Rep. renews call for pension board investigation

Adkins: Results of forensic audit into Police and Fire Pension Board 'alarming'

JACKSONVILLE, Fla. – After the results of a forensic audit into the Police and Fire Pension Board were released this week, State Rep. Janet Adkins has renewed her calls for federal and state agencies to investigate the board.

The audit, commission by the City Council in April, pointed to a lack of transparency as the biggest problem for the trouble-plagued board.

The auditor, pension expert Ted Siedle of Benchmark Financial Service of Boca Raton, suggested that it might be time to ask the governor, the FBI and the U.S. Securities and Exchange Commission to investigate the board.

Adkins, whose district includes Nassau County and parts of Duval County, took up that call Friday, sending letters to the FBI, the U.S. Attorney's Office, the State Attorney's Office, and the SEC.

"The report to the Jacksonville City Council regarding the forensic investigation of the Jacksonville Police and Fire Pension Fund is both alarming and disheartening," Adkins said in a news release. "Taxpayers, pension beneficiaries, firefighters and police officers deserve answers. Public trust has been broken."

Adkins' letter to the FBI asked for an investigation into any violation of federal laws. The letters to the U.S. Attorney's and State Attorney's offices requested grand juries be convened. And the letter to the SEC asked for an investigation into security laws were violated.

READ: Forensic audit of the Police and Fire Pension Fund

Jacksonville City Council Finance Committee Chairman Bill Gulliford announced the findings of the audit in a news conference Wednesday at City Hall.

The council paid $85,000 for the audit.Among the many problems listed in the audit was a lack of transparency, which was evident in the fact that the board's records were not made available to Siedle.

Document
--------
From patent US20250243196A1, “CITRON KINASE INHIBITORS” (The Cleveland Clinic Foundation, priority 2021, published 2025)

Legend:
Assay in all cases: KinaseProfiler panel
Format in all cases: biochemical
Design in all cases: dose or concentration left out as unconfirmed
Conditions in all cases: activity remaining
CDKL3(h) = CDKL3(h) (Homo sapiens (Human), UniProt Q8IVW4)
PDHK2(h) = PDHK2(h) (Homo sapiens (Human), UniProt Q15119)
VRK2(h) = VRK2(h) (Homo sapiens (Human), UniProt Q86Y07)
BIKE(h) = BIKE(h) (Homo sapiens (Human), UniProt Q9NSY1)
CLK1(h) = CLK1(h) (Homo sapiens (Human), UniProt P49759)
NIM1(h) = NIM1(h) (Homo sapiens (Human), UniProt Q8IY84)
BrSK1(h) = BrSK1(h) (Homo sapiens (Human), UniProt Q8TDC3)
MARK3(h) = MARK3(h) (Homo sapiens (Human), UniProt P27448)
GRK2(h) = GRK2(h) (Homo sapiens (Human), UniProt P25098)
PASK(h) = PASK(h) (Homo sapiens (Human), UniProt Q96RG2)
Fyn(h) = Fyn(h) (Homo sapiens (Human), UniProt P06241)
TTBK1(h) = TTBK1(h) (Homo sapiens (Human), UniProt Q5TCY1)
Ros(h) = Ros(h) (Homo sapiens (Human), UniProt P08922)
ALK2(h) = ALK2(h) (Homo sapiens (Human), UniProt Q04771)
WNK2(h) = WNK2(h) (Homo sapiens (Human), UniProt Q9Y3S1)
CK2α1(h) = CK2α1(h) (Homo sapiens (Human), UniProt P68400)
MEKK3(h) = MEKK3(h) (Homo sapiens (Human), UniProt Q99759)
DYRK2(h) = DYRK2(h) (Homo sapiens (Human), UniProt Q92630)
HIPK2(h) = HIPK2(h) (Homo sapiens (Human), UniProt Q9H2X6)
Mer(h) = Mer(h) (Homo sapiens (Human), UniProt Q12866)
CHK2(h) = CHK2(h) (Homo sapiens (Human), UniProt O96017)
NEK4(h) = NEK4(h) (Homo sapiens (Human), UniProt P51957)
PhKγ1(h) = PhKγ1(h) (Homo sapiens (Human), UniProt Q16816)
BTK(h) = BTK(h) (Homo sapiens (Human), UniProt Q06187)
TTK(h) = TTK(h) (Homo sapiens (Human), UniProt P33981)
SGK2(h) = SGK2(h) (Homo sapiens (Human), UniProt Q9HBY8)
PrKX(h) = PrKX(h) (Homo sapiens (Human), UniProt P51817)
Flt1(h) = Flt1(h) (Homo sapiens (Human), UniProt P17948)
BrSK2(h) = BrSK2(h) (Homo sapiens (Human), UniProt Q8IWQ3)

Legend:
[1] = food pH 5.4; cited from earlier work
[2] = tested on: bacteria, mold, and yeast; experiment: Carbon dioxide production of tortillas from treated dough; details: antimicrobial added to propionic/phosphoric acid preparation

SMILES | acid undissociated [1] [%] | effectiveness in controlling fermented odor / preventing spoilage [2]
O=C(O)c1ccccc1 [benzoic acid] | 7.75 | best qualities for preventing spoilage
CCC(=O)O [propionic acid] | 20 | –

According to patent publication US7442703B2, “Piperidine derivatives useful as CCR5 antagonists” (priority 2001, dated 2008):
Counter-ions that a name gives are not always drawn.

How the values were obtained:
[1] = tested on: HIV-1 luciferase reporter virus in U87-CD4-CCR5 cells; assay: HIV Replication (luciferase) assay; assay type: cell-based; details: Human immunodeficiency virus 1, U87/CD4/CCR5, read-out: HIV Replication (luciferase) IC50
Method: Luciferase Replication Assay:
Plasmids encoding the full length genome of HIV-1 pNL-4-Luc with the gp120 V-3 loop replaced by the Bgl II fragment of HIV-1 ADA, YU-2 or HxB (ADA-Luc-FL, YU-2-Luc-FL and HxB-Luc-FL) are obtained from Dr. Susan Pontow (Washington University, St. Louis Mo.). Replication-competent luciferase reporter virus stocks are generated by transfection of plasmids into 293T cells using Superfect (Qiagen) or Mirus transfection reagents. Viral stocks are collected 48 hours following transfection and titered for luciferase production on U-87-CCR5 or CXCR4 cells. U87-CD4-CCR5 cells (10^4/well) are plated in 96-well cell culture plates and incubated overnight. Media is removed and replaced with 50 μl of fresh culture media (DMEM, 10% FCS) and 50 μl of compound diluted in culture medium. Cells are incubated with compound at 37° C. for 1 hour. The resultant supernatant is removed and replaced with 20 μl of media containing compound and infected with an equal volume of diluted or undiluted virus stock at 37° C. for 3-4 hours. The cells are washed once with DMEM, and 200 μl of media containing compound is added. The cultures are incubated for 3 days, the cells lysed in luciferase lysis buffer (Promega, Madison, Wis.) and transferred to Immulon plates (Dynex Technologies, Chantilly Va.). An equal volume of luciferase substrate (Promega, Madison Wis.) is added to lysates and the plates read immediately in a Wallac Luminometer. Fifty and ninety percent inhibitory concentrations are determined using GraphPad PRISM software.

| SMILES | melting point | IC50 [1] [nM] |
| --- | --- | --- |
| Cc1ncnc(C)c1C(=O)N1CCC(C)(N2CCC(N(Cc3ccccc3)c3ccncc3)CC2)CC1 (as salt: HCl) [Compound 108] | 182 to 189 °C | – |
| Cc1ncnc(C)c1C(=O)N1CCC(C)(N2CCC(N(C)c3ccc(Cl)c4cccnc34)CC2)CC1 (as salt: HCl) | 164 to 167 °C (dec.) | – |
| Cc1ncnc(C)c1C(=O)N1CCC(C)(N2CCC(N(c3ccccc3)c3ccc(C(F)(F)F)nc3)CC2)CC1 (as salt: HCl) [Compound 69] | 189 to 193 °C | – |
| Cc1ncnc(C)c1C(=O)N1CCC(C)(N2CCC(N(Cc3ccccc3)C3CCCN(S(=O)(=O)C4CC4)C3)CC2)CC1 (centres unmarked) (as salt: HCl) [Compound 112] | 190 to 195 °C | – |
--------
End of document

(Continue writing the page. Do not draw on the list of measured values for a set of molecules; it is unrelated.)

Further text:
The audit suggested that the council should subpoena more information from the board.
Siedle said the board failed to provide oversight and made poor investment decisions and that the board and staff might be personally liable for the problems.

The board has been scrutinized for high payments to its director, John Keane, who recently retired but is now a consultant to the board. The board is also under fire for setting up a special pension account for Keane and two other people.

Siedle's report questioned Keane's pension plan, which allows him to take him over $227,000 his first year.

"In this case we found breaches of fiduciary duty and hidden and excessive fees, and we also found potential violations of law," Siedle said. "But until we have the full evidence, we do not know."

The city's top lawyer said the city have issued subpoenas to the board and its attorney to compel them to testify before the City Council.

Gulliford said the council hopes to meet with those involved in public and resolve the problems before taking the board to court.

Keane has not yet commented on the results of the audit.

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